What does it mean to be

Let's find out

My name is Stefani. I’m completing a PhD in philosophy and religion at the University of Oxford in England.

I began having panic attacks about dying and the meaning of life when I was four years old. I’ve been looking for answers ever since. In some cases, I think I’ve found them.

Today, I use my expertise in spiritual health and existential crises to help people heal and find spiritual wholeness.

Stefani Ruper

#56: The Lost Art of Logic with Steve Patterson

Here are the notes for episode #56 of Naked Humanity. This week I have the enormous pleasure to chat with freelance philosopher Steve Patterson, who studied philosophy and became an expert in logic entirely outside of the academy. Steve and I chat about his...

#55x: Living Outside the Philosophical Box

Here are the notes for episode #55x of Naked Humanity. In last week’s question, a listener claimed that we were polar opposites. I think this was on the basis of what he perceived my views to be about some things. I wanted to take this opportunity to talk about...

#55: The State of Philosophy Today with John Perry

Here are the notes for episode #55 of Naked Humanity. Today I chat with one of the pioneers of philosophy podcasting, John Perry. But Professor Perry is such a pro that he’s not actually a podcaster: he hosted the philosophy radio show Philosophy Talk for decades. We...

No Easy Answers

Once, long ago, humans lived in small tribes where everybody believed in the same spiritual story. This became more complicated over time, but until a few hundred years ago pretty much everybody met their spiritual needs in the same way.

Come the 1500s, however, Christianity began splintering.  And Europeans cast their gazes across the seas. They realised: no one anywhere in the world has the same beliefs.

Today, we live in a world in which there are no longer any easy spiritual answers. This world is also rife with anger, anxiety, and despair. This is no coincidence.

Easy spirituality is a thing of the past. Our longing for it might be killing us. How did we end up like this, and is there anything that can be done?


The book is currently being written alongside several articles, podcast episodes, and the final chapters of a dissertation. It will likely be published in 2022. Many excerpts and related philosophical ramblings will be published on this website as they are completed. You can find those under the tag “No Easy Answers.”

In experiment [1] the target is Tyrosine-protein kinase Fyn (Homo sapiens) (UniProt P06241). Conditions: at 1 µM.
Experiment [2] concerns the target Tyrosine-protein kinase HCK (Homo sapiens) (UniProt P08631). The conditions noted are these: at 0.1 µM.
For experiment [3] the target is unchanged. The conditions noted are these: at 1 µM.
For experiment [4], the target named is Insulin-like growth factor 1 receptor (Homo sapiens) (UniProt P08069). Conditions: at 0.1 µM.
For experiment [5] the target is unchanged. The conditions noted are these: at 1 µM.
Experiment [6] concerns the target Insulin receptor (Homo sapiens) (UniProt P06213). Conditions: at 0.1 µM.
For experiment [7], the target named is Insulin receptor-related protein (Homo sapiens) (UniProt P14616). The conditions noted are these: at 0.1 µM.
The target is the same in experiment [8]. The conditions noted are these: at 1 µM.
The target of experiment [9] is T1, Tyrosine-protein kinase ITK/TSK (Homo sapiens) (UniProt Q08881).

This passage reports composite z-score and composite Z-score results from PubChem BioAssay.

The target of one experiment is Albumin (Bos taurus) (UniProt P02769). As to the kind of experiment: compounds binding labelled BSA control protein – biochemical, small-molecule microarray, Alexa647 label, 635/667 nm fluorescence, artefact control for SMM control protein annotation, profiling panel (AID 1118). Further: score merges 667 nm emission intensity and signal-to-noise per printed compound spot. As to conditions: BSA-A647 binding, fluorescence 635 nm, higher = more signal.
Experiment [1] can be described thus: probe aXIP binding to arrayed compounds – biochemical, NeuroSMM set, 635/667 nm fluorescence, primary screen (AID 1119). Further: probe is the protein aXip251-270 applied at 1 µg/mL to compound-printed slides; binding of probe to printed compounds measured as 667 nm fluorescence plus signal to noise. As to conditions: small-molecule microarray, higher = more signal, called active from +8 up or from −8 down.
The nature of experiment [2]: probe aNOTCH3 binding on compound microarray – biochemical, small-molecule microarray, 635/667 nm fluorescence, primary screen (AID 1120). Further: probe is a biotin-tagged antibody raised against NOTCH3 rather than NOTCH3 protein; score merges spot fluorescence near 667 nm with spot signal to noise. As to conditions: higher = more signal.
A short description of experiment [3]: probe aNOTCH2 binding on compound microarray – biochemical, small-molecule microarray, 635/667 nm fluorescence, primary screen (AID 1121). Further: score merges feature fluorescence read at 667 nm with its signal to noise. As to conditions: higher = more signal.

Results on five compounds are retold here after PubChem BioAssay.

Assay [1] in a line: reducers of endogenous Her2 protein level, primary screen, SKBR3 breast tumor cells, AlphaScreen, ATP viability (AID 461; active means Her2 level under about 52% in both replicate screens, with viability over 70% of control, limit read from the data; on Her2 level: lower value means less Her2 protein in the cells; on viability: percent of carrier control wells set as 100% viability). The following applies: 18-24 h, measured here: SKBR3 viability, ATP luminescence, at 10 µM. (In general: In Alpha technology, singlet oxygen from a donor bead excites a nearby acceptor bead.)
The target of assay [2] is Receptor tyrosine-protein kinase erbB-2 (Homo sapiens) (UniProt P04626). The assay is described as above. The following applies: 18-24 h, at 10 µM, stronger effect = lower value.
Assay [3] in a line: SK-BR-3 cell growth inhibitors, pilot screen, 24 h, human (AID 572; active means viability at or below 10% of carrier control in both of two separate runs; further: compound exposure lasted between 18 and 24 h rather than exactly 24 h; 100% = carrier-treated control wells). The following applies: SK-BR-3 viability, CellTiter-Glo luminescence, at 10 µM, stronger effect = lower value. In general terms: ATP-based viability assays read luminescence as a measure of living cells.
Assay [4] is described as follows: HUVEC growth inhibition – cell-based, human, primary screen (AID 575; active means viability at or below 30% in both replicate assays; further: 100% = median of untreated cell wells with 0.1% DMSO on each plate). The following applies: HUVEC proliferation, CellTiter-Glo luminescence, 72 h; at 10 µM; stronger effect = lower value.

Have you ever wondered why people today are always so angry, so afraid, so anxious?  While there are various answers to these questions—and many of them very important—in this book I argue that a key component to these problems is the amount of what I call existential ambiguity we are forced to live with every day. Modern humans in the West have to live with the greatest amount of uncertainty—and specifically uncertainty about life’s biggest, most pressing questions, such as what is a good life? How do we be moral? Is there a soul? Does God exist? What happens when we die?—that has ever existed in the history of the human species. This has enormous consequences for the ways in which we feel, live, and relate to one another. We can collapse into fear and nihilism, or we can use this as an opportunity to create new and beautiful things. 

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Why Certain Truth Needs to Die

Last week I was tagged several times in the comment section of a Facebook post I didn’t remember liking. Puzzled, I scrolled through the comments and realized that people were repeatedly tagging me in order to demand justification for why I had liked the post. A woman...

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The Destructive Side of Science

Just before his death in 1543, Nicolaus Copernicus argued that the Earth revolves around the Sun in a book called On the Revolutions of the Celestial Spheres. This moment is often heralded as the birth of modern science. Now, theories and experiments that we would...

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What does it mean to be human?

How do people around the world cope with life’s ineluctable tragedies?

What do we need to save us from ourselves?